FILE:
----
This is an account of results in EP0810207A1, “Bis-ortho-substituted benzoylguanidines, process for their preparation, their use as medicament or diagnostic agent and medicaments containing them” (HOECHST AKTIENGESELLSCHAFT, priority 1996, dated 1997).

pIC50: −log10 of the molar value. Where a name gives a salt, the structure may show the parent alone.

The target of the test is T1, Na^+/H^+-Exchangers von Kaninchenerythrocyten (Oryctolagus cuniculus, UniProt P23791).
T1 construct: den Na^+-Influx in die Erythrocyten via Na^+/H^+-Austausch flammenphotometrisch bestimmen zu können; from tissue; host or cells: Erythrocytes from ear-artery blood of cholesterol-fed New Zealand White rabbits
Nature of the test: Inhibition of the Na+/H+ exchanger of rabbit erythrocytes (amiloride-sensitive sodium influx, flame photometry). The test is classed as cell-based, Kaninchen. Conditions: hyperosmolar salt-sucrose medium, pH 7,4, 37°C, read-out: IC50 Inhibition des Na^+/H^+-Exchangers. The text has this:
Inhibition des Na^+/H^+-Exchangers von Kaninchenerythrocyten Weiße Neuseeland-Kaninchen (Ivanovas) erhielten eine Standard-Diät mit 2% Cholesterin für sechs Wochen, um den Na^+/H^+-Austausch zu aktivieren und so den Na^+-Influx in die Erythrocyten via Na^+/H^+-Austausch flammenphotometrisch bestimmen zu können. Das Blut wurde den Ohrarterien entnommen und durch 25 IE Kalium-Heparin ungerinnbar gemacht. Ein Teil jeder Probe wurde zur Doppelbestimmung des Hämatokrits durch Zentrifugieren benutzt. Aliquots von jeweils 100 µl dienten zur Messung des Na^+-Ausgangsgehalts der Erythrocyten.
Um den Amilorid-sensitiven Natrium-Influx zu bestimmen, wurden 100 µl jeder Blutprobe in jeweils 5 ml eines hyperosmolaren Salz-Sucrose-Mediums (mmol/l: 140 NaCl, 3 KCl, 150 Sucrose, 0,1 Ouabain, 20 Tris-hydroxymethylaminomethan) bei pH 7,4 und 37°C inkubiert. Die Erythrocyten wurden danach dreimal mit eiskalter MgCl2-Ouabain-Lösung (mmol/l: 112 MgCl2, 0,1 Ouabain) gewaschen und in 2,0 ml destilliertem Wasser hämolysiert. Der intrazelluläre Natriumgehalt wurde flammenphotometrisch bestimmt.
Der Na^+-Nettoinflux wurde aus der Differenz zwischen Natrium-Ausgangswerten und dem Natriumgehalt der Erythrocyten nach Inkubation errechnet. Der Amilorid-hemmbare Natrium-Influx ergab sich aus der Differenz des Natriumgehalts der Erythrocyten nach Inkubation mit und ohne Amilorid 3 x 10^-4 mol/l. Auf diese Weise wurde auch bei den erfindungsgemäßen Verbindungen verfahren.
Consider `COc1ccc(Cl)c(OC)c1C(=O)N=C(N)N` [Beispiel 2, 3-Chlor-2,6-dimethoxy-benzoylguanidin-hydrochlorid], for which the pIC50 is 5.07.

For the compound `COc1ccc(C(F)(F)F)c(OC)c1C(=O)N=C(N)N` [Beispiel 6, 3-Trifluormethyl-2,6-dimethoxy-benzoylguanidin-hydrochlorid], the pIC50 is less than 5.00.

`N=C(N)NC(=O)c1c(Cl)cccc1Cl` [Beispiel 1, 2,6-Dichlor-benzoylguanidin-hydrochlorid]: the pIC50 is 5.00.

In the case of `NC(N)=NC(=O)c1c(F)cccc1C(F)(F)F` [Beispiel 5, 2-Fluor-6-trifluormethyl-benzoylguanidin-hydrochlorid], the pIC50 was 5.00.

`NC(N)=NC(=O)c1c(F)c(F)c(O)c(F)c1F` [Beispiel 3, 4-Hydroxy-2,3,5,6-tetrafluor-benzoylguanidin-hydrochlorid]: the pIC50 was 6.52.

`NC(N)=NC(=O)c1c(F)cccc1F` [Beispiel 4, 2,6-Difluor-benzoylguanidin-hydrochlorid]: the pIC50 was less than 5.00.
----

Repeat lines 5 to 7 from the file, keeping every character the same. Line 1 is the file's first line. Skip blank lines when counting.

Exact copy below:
Nature of the test: Inhibition of the Na+/H+ exchanger of rabbit erythrocytes (amiloride-sensitive sodium influx, flame photometry). The test is classed as cell-based, Kaninchen. Conditions: hyperosmolar salt-sucrose medium, pH 7,4, 37°C, read-out: IC50 Inhibition des Na^+/H^+-Exchangers. The text has this:
Inhibition des Na^+/H^+-Exchangers von Kaninchenerythrocyten Weiße Neuseeland-Kaninchen (Ivanovas) erhielten eine Standard-Diät mit 2% Cholesterin für sechs Wochen, um den Na^+/H^+-Austausch zu aktivieren und so den Na^+-Influx in die Erythrocyten via Na^+/H^+-Austausch flammenphotometrisch bestimmen zu können. Das Blut wurde den Ohrarterien entnommen und durch 25 IE Kalium-Heparin ungerinnbar gemacht. Ein Teil jeder Probe wurde zur Doppelbestimmung des Hämatokrits durch Zentrifugieren benutzt. Aliquots von jeweils 100 µl dienten zur Messung des Na^+-Ausgangsgehalts der Erythrocyten.
Um den Amilorid-sensitiven Natrium-Influx zu bestimmen, wurden 100 µl jeder Blutprobe in jeweils 5 ml eines hyperosmolaren Salz-Sucrose-Mediums (mmol/l: 140 NaCl, 3 KCl, 150 Sucrose, 0,1 Ouabain, 20 Tris-hydroxymethylaminomethan) bei pH 7,4 und 37°C inkubiert. Die Erythrocyten wurden danach dreimal mit eiskalter MgCl2-Ouabain-Lösung (mmol/l: 112 MgCl2, 0,1 Ouabain) gewaschen und in 2,0 ml destilliertem Wasser hämolysiert. Der intrazelluläre Natriumgehalt wurde flammenphotometrisch bestimmt.